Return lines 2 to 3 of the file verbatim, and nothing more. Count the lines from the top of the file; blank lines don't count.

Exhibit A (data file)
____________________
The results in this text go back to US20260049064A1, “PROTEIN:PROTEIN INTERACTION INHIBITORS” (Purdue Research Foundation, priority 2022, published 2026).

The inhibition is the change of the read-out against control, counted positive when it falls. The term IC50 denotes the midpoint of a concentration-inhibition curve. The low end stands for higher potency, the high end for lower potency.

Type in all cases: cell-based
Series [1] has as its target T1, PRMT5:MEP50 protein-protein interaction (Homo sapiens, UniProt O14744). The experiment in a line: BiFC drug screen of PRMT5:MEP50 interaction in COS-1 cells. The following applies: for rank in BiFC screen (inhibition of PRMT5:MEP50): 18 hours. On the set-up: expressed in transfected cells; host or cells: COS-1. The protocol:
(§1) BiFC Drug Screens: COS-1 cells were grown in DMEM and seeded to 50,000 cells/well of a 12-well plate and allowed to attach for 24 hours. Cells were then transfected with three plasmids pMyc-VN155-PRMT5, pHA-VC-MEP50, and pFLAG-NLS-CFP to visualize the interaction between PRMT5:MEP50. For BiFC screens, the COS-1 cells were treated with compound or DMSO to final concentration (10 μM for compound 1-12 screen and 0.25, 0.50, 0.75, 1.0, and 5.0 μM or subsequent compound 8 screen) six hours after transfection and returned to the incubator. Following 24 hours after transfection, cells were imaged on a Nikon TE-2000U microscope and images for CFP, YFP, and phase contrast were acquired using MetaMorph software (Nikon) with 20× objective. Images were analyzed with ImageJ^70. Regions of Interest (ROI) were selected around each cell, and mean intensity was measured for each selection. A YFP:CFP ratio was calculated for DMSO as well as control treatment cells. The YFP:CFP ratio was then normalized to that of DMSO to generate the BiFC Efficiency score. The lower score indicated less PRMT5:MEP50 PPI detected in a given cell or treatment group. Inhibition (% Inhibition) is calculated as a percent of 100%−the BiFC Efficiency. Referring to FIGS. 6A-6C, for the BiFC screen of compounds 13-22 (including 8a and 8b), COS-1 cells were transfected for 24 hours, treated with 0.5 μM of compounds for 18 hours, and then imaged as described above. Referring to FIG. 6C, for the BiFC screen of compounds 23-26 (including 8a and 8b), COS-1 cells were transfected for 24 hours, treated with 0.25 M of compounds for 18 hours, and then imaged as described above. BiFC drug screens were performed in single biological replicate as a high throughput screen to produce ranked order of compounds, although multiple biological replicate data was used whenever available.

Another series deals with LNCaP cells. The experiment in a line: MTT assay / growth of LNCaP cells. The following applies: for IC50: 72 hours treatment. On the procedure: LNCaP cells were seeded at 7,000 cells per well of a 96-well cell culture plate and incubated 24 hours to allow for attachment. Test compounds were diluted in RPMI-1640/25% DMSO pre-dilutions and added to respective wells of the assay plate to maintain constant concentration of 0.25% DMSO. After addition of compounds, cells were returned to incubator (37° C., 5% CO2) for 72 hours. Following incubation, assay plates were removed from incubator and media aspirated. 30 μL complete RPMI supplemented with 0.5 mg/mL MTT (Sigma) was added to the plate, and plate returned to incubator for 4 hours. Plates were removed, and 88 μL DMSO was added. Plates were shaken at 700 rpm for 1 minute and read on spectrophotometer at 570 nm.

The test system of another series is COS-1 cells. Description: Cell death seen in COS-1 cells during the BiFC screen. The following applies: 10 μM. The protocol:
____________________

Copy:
The inhibition is the change of the read-out against control, counted positive when it falls. The term IC50 denotes the midpoint of a concentration-inhibition curve. The low end stands for higher potency, the high end for lower potency.

Type in all cases: cell-based